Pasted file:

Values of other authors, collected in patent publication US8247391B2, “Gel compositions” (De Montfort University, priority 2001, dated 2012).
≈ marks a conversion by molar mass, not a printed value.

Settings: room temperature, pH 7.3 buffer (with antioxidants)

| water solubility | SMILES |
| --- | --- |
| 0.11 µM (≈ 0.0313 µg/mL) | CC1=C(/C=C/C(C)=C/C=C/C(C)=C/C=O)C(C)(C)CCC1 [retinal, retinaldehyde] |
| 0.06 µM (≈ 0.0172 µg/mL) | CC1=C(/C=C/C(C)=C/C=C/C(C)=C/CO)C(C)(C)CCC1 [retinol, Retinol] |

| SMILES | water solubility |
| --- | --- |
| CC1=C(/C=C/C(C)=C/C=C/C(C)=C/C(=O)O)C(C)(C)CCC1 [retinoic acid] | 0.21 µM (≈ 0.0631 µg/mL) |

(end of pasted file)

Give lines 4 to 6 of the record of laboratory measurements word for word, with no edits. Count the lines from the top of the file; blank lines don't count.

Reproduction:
| water solubility | SMILES |
| --- | --- |
| 0.11 µM (≈ 0.0313 µg/mL) | CC1=C(/C=C/C(C)=C/C=C/C(C)=C/C=O)C(C)(C)CCC1 [retinal, retinaldehyde] |